Tuesday, October 29, 2013

False Shadows / BV Lawson

Reviewed by: Keith Nixon

Genre: Short Story Collection/Crime Fiction

Approximate word count: 25-30,000 words

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BV Lawson is a full-time freelance writer having held a number of roles including a TV features writer for the Discovery Channel. The author is currently working on a series of crime fiction novels.

You can learn more about the author at his website or blog.


Eight short stories about Scott Drayco, classical pianist turned freelance crime consultant.


Each of the short stories has (if you excuse the pun) a musical undertone. Drayco had been a professional pianist of note, until he was attacked, wounded and could no longer play to such a high standard. Instead he turned to a career in the FBI before striking out on his own.

In the first story Drayco is called in to investigate a threat to steal a valuable Stradivarius from a museum. It opens with interest, Drayco and his companions suffering the immediate after effects of a smoke bomb. In the chaos the violin disappears, Drayco ultimately unmasks the thief.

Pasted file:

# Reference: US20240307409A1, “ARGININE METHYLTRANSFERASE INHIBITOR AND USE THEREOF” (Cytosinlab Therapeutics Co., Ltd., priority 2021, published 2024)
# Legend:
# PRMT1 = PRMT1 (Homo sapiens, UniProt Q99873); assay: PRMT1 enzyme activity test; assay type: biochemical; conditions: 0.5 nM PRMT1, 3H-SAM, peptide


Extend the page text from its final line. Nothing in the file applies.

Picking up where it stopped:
In Blood Antiphon, the next short, Drayco receives a call to meet with a serial killer, Andrew Wyse, in prison. During the tale it’s revealed that it was Wyse’s son who’d injured Drayco, ending his musical career. Wyse blames Drayco for his son’s eventual death in prison. It’s an interesting approach, but ultimately the outcome is left hanging a little, maybe back story for a future novel?

In The Clue Room, Drayco is called to meet with the wife of a long deceased conductor who died in front of an audience of a thousand people. The wife reveals her husband was murdered and gives him an hour to determine who the killer was using only the clues in the room around him.

Overall the writing style is itself well structured and interesting, here’s an example:

The man’s overall appearance might be unexceptional, but his eyes were not. Looking into them was like shining a light into dark water and watching ordinary objects twisted into distorted, colorless shapes.

However, as I progressed I found myself not entirely engaged with the stories. A couple of them have similar premises (jealous spouses) and the perpetrator wasn’t always a challenge to determine – but I recognize these are short stories and do not necessarily provide the word count to spin a very tangled web. All in all a decent read.


Nothing of note.

Format/Typo Issues:


Rating: *** Three Stars

1 comment:

KRS said...

As a musician, I am intrigued by your review and looking forward to adding it to my collection.